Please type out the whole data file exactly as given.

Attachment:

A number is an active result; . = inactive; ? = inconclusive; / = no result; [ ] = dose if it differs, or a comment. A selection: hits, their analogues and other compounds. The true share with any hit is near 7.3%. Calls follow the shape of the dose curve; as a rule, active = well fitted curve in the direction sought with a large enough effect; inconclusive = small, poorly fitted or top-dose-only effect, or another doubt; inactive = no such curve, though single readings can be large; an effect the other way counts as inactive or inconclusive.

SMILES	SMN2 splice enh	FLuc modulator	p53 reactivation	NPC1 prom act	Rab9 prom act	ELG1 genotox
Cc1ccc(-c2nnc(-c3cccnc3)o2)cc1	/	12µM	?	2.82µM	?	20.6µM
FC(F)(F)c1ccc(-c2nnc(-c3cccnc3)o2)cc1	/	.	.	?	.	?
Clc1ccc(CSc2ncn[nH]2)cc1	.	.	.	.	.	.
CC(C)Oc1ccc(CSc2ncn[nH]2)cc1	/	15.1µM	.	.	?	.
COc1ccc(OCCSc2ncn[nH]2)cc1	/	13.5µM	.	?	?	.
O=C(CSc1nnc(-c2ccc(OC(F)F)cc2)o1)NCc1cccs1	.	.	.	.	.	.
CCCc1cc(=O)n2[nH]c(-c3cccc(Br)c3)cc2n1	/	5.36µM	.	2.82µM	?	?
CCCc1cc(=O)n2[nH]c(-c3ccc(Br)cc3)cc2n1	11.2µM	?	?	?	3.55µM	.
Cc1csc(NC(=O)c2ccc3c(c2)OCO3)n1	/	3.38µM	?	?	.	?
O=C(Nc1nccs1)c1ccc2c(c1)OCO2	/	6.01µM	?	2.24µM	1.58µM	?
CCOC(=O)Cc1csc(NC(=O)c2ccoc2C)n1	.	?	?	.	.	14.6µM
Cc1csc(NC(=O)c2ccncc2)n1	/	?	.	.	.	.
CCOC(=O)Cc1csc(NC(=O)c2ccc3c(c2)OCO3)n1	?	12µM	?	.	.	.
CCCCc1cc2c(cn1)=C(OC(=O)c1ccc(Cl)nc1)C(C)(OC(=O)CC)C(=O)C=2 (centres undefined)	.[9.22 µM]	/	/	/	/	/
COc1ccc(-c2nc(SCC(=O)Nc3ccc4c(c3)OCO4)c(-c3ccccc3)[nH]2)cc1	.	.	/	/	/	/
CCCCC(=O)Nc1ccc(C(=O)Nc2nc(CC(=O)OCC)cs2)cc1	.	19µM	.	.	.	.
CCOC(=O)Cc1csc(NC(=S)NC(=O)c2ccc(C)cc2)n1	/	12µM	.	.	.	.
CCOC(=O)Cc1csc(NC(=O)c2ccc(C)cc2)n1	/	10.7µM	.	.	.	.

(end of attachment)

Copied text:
A number is an active result; . = inactive; ? = inconclusive; / = no result; [ ] = dose if it differs, or a comment. A selection: hits, their analogues and other compounds. The true share with any hit is near 7.3%. Calls follow the shape of the dose curve; as a rule, active = well fitted curve in the direction sought with a large enough effect; inconclusive = small, poorly fitted or top-dose-only effect, or another doubt; inactive = no such curve, though single readings can be large; an effect the other way counts as inactive or inconclusive.

SMILES	SMN2 splice enh	FLuc modulator	p53 reactivation	NPC1 prom act	Rab9 prom act	ELG1 genotox
Cc1ccc(-c2nnc(-c3cccnc3)o2)cc1	/	12µM	?	2.82µM	?	20.6µM
FC(F)(F)c1ccc(-c2nnc(-c3cccnc3)o2)cc1	/	.	.	?	.	?
Clc1ccc(CSc2ncn[nH]2)cc1	.	.	.	.	.	.
CC(C)Oc1ccc(CSc2ncn[nH]2)cc1	/	15.1µM	.	.	?	.
COc1ccc(OCCSc2ncn[nH]2)cc1	/	13.5µM	.	?	?	.
O=C(CSc1nnc(-c2ccc(OC(F)F)cc2)o1)NCc1cccs1	.	.	.	.	.	.
CCCc1cc(=O)n2[nH]c(-c3cccc(Br)c3)cc2n1	/	5.36µM	.	2.82µM	?	?
CCCc1cc(=O)n2[nH]c(-c3ccc(Br)cc3)cc2n1	11.2µM	?	?	?	3.55µM	.
Cc1csc(NC(=O)c2ccc3c(c2)OCO3)n1	/	3.38µM	?	?	.	?
O=C(Nc1nccs1)c1ccc2c(c1)OCO2	/	6.01µM	?	2.24µM	1.58µM	?
CCOC(=O)Cc1csc(NC(=O)c2ccoc2C)n1	.	?	?	.	.	14.6µM
Cc1csc(NC(=O)c2ccncc2)n1	/	?	.	.	.	.
CCOC(=O)Cc1csc(NC(=O)c2ccc3c(c2)OCO3)n1	?	12µM	?	.	.	.
CCCCc1cc2c(cn1)=C(OC(=O)c1ccc(Cl)nc1)C(C)(OC(=O)CC)C(=O)C=2 (centres undefined)	.[9.22 µM]	/	/	/	/	/
COc1ccc(-c2nc(SCC(=O)Nc3ccc4c(c3)OCO4)c(-c3ccccc3)[nH]2)cc1	.	.	/	/	/	/
CCCCC(=O)Nc1ccc(C(=O)Nc2nc(CC(=O)OCC)cs2)cc1	.	19µM	.	.	.	.
CCOC(=O)Cc1csc(NC(=S)NC(=O)c2ccc(C)cc2)n1	/	12µM	.	.	.	.
CCOC(=O)Cc1csc(NC(=O)c2ccc(C)cc2)n1	/	10.7µM	.	.	.	.